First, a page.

follow Dictionary.com

Why is the ninth month called September?

heartland

[hahrt-land, -luh nd] /ˈhɑrtˌlænd, -lənd/
noun
1.
the part of a region considered essential to the viability and survival of the whole, especially a central land area relatively invulnerable to attack and capable of economic and political self-sufficiency.
2.
any central area, as of a state, nation, or continent:
a vineyard in California's heartland.
Origin
1900-1905
1900-05; heart + land
Dictionary.com Unabridged
Based on the Random House Dictionary, © Random House, Inc. 2014.
Cite This Source
Examples for heartland
  • The health of the heartland is vital to the country as a whole.
  • Here in the heartland, it is the heart of tornado season.
  • Instead it will emphasise the heartland values of family and practicality.
  • But if you want to settle down with a partner, the suburbs and the heartland beckon.
  • In the tech heartland, this is the ultimate compliment.
  • Most alarmingly for the president, his popularity is tottering even in his heartland.
British Dictionary definitions for heartland

heartland

/ˈhɑːtˌlænd/
noun
1.
the central region of a country or continent
2.
the core or most vital area the industrial heartland of England
Collins English Dictionary - Complete & Unabridged 2012 Digital Edition
© William Collins Sons & Co. Ltd. 1979, 1986 © HarperCollins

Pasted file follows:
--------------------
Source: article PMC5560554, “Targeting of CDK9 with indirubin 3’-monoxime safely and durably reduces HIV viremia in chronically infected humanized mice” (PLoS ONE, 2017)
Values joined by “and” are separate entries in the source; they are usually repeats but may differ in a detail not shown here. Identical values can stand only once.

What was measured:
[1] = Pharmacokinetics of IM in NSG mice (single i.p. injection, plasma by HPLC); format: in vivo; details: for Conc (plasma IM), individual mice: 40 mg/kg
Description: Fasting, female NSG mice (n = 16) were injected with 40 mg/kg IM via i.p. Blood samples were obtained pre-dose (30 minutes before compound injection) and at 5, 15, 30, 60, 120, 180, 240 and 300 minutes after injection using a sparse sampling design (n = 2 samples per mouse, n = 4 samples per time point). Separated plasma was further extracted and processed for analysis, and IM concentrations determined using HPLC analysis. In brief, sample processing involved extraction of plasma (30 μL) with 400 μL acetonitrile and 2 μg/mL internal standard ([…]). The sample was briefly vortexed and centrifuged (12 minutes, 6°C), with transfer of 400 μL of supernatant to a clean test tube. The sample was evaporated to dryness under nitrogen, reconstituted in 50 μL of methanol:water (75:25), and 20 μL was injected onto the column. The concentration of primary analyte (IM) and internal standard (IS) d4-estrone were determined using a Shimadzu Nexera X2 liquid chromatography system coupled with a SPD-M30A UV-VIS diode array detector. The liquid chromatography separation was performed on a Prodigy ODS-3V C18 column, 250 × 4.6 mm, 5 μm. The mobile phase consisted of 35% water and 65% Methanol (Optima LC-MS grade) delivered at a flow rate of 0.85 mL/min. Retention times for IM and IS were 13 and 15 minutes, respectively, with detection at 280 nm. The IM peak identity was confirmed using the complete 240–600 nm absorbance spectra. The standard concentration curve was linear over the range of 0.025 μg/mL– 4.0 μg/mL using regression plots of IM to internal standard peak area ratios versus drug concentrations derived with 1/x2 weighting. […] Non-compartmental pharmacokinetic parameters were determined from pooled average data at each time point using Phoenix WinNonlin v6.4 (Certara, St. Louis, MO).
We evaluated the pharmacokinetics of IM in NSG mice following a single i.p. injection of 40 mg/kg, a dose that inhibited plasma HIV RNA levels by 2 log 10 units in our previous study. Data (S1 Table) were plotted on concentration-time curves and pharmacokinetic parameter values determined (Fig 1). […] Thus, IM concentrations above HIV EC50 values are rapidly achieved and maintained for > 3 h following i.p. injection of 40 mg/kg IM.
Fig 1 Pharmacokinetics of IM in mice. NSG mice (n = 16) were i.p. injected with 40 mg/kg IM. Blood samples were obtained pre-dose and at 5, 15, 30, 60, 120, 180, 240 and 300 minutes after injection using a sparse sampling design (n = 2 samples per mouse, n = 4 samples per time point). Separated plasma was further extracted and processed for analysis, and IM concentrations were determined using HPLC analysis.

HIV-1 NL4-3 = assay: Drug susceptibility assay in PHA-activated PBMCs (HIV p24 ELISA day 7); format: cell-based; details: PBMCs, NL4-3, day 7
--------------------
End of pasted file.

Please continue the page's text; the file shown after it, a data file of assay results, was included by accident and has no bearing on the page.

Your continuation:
Publishers 1998, 2000, 2003, 2005, 2006, 2007, 2009, 2012
Cite This Source
Word Origin and History for heartland
n.

1904, first recorded in geo-political writings of English geographer H.J. MacKinder (1861-1947), from heart in figurative sense "center, core" + land (n.).

Online Etymology Dictionary, © 2010 Douglas Harper
Cite This Source
Encyclopedia Article for heartland

landlocked region of central Eurasia whose control was posited by Sir Halford J. Mackinder in the early 20th century as the key to world domination in an era of declining importance for traditionally invincible sea power. Mackinder observed that the majority of the world's population resided on the Eurasian and African landmass and that control of this "world island" would lead to eventual world domination. This world island could be best controlled from the pivot area, which would guarantee self-sufficiency in food for the country dominating the region, and the pivot area's inaccessibility by sea would provide a formidable defensive barrier. The pivot area was vulnerable to land attack only by way of the plains of eastern Europe. Thus, control of eastern Europe would ensure domination of the pivot area and ultimately world domination. Mackinder's landbased theory of world power contradicted the conventional maritime theory advocated by Alfred Thayer Mahan during the 19th century. In 1919 Mackinder renamed the concept the heartland.

Learn more about heartland with a free trial on Britannica.com
Encyclopedia Britannica, 2008. Encyclopedia Britannica Online.
Cite This Source

Word of the Day

Difficulty index for heartland

Some English speakers likely know this word

Word Value for heartland

13
0
Scrabble Words With Friends

Quotes with heartland

Nearby words for heartland